Floods emblazoned in locals’ memory

Whether it is the flood of 1969 (recalled in detail in Sunday’s Minot Daily News story) or the most recent, devastating flood, the occasions are indelibly carved in the memories of many locals. The destruction is carved into the memories of long-time residents – and, realistically they should be and it is perfectly reasonable.

A study provided MDN a couple of years ago on the attitudes of Minot residents demonstrated that many view the river with trepidation.

That’s perfectly reasonable. Just as many remain affected by the toxic train derailment in 2002, these experiences remain in memory. They impact our perceptions of the city and the levels of comfort and security we feel in Minot.

But flood control is in the works. Many MDN readers have questioned that and even offered alternate ideas – which MDN appreciates.

It’s complicated, particularly the funding sources. Honestly, the issue of where the required money comes from is an entirely viable concern. Community leaders continue to do a good job identifying those sources.

But there is reality and there is perception. One of the surprising survey results to which MDN has been given access revealed may people viewing the Souris River with trepidation. This, at the same time progressive leaders and the exceptional Minot Parks looks at ways to utilize the waterfront in a way that enhances the city, attracts visitors and provides new people to enjoy developments along the river. That is only reasonable considering the role waterfront venues have played in the redevelopment and economic vitality of dozens of communities in the country.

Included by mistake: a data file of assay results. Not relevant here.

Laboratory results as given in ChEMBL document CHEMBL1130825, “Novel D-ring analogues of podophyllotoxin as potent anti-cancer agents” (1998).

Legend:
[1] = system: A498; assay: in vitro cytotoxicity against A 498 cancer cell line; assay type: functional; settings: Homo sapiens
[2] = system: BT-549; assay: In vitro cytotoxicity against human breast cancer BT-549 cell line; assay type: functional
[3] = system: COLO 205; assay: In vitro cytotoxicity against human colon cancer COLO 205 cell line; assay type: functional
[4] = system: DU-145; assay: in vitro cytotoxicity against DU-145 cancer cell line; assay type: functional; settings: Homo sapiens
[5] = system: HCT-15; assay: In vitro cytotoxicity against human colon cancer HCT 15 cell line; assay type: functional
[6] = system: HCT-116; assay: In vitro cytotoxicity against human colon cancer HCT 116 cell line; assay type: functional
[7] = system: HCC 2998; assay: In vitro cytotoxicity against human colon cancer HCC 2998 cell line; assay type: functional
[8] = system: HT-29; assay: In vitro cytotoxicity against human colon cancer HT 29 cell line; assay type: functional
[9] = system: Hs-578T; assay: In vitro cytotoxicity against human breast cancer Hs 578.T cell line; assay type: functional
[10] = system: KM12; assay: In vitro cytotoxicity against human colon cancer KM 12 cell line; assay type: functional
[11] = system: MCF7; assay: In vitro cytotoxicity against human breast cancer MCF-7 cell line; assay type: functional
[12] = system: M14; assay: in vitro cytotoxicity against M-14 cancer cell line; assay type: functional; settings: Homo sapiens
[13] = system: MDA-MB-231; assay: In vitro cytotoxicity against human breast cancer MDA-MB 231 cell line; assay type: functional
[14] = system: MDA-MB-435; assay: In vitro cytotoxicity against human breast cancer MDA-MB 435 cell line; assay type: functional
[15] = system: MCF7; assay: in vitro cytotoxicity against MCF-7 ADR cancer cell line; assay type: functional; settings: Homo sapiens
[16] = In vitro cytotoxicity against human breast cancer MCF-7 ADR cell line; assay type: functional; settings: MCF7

At a certain point, it becomes an issue of trust. Does one believe local, county, state and federal authorities are on the right track with flood protection? If so, then the river could become the key to economic redevelopment, which we are badly in need of.

If not, some feel we are still at threat.

Based on information to MDN, we are confident that adequate flood protection is in the works and that the Souris River will become an asset and not a threat to anyone. If the data showed otherwise, MDN would call it out for the public to consider, without hesitation.

But that isn’t the case now.

Instead, we support flood protection and hope for the best in terms of the river becoming an economic development of the community.

Why should we anticipate anything different here than other communities, nationwide?

Optimism isn’t easy in the world today. But it sure is worth investing oneself in.

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